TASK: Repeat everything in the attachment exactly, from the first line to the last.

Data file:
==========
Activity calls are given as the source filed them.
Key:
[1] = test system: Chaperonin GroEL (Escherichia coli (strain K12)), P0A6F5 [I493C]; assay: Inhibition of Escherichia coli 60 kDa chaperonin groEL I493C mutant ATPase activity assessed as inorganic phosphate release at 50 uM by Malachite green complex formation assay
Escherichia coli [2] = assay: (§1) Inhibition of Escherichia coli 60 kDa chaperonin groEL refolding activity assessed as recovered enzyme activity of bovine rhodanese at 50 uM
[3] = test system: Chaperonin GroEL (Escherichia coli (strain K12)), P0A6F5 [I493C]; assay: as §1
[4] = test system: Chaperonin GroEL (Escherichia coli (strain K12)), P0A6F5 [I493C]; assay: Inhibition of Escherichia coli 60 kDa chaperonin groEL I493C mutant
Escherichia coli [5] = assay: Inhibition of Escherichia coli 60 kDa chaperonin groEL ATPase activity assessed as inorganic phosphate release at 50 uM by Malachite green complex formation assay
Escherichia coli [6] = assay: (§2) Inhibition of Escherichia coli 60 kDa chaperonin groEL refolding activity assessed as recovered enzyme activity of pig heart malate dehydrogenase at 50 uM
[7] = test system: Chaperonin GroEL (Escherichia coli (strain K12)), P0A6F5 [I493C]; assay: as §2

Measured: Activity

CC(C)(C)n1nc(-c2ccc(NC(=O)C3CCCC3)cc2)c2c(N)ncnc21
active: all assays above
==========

Activity calls are given as the source filed them.
Key:
[1] = test system: Chaperonin GroEL (Escherichia coli (strain K12)), P0A6F5 [I493C]; assay: Inhibition of Escherichia coli 60 kDa chaperonin groEL I493C mutant ATPase activity assessed as inorganic phosphate release at 50 uM by Malachite green complex formation assay
Escherichia coli [2] = assay: (§1) Inhibition of Escherichia coli 60 kDa chaperonin groEL refolding activity assessed as recovered enzyme activity of bovine rhodanese at 50 uM
[3] = test system: Chaperonin GroEL (Escherichia coli (strain K12)), P0A6F5 [I493C]; assay: as §1
[4] = test system: Chaperonin GroEL (Escherichia coli (strain K12)), P0A6F5 [I493C]; assay: Inhibition of Escherichia coli 60 kDa chaperonin groEL I493C mutant
Escherichia coli [5] = assay: Inhibition of Escherichia coli 60 kDa chaperonin groEL ATPase activity assessed as inorganic phosphate release at 50 uM by Malachite green complex formation assay
Escherichia coli [6] = assay: (§2) Inhibition of Escherichia coli 60 kDa chaperonin groEL refolding activity assessed as recovered enzyme activity of pig heart malate dehydrogenase at 50 uM
[7] = test system: Chaperonin GroEL (Escherichia coli (strain K12)), P0A6F5 [I493C]; assay: as §2

Measured: Activity

CC(C)(C)n1nc(-c2ccc(NC(=O)C3CCCC3)cc2)c2c(N)ncnc21
active: all assays above